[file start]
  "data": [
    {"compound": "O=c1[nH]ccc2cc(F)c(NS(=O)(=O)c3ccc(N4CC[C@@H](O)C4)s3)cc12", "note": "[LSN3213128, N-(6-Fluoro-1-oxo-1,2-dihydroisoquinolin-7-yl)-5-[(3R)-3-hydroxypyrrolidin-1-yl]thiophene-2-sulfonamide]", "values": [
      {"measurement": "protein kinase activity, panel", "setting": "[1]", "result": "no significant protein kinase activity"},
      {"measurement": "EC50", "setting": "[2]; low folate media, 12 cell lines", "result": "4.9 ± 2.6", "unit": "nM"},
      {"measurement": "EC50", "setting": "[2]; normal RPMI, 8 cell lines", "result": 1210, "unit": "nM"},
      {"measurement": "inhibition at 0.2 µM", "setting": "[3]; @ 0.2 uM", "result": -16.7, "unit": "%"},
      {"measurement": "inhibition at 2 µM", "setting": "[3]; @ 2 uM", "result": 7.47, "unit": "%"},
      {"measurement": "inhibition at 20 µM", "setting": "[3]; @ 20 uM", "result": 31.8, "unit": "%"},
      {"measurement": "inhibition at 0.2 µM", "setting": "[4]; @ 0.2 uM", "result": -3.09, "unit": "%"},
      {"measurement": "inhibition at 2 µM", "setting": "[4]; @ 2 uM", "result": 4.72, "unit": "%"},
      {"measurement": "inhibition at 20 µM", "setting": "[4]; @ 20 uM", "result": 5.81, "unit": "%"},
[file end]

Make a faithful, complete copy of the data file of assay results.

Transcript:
  "data": [
    {"compound": "O=c1[nH]ccc2cc(F)c(NS(=O)(=O)c3ccc(N4CC[C@@H](O)C4)s3)cc12", "note": "[LSN3213128, N-(6-Fluoro-1-oxo-1,2-dihydroisoquinolin-7-yl)-5-[(3R)-3-hydroxypyrrolidin-1-yl]thiophene-2-sulfonamide]", "values": [
      {"measurement": "protein kinase activity, panel", "setting": "[1]", "result": "no significant protein kinase activity"},
      {"measurement": "EC50", "setting": "[2]; low folate media, 12 cell lines", "result": "4.9 ± 2.6", "unit": "nM"},
      {"measurement": "EC50", "setting": "[2]; normal RPMI, 8 cell lines", "result": 1210, "unit": "nM"},
      {"measurement": "inhibition at 0.2 µM", "setting": "[3]; @ 0.2 uM", "result": -16.7, "unit": "%"},
      {"measurement": "inhibition at 2 µM", "setting": "[3]; @ 2 uM", "result": 7.47, "unit": "%"},
      {"measurement": "inhibition at 20 µM", "setting": "[3]; @ 20 uM", "result": 31.8, "unit": "%"},
      {"measurement": "inhibition at 0.2 µM", "setting": "[4]; @ 0.2 uM", "result": -3.09, "unit": "%"},
      {"measurement": "inhibition at 2 µM", "setting": "[4]; @ 2 uM", "result": 4.72, "unit": "%"},
      {"measurement": "inhibition at 20 µM", "setting": "[4]; @ 20 uM", "result": 5.81, "unit": "%"},